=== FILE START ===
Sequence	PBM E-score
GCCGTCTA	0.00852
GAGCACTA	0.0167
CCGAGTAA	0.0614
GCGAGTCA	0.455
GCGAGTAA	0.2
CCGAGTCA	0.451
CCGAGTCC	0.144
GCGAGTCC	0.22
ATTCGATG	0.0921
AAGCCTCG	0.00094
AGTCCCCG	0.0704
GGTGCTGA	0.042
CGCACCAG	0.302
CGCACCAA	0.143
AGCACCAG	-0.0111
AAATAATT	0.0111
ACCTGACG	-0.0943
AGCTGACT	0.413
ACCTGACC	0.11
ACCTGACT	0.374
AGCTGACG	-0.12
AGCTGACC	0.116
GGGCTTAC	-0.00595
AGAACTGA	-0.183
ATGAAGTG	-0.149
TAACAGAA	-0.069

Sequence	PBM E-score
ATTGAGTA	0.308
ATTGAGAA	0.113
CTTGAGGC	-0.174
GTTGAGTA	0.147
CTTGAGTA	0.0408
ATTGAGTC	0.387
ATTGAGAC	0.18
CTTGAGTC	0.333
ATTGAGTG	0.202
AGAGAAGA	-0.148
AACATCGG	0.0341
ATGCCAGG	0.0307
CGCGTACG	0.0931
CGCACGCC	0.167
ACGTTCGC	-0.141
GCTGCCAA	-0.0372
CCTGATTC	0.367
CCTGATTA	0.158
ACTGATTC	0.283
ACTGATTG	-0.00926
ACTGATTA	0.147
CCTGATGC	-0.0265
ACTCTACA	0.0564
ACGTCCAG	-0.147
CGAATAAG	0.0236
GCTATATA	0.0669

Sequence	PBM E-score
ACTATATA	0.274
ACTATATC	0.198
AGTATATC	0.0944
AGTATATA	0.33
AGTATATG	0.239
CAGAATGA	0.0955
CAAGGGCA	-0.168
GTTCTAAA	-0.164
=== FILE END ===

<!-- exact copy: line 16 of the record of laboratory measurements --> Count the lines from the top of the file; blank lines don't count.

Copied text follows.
AGCACCAG	-0.0111